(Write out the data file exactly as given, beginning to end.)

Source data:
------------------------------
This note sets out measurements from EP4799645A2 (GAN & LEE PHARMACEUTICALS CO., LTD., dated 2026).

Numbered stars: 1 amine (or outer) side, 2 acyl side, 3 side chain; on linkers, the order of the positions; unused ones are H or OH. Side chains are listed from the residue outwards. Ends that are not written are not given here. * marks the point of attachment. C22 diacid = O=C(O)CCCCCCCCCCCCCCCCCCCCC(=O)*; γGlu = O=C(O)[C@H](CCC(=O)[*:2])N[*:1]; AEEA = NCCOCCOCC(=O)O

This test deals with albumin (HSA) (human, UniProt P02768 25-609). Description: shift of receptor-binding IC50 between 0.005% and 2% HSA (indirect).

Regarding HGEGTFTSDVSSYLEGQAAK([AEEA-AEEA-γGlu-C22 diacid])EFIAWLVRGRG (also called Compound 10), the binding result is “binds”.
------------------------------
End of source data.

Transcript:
This note sets out measurements from EP4799645A2 (GAN & LEE PHARMACEUTICALS CO., LTD., dated 2026).

Numbered stars: 1 amine (or outer) side, 2 acyl side, 3 side chain; on linkers, the order of the positions; unused ones are H or OH. Side chains are listed from the residue outwards. Ends that are not written are not given here. * marks the point of attachment. C22 diacid = O=C(O)CCCCCCCCCCCCCCCCCCCCC(=O)*; γGlu = O=C(O)[C@H](CCC(=O)[*:2])N[*:1]; AEEA = NCCOCCOCC(=O)O

This test deals with albumin (HSA) (human, UniProt P02768 25-609). Description: shift of receptor-binding IC50 between 0.005% and 2% HSA (indirect).

Regarding HGEGTFTSDVSSYLEGQAAK([AEEA-AEEA-γGlu-C22 diacid])EFIAWLVRGRG (also called Compound 10), the binding result is “binds”.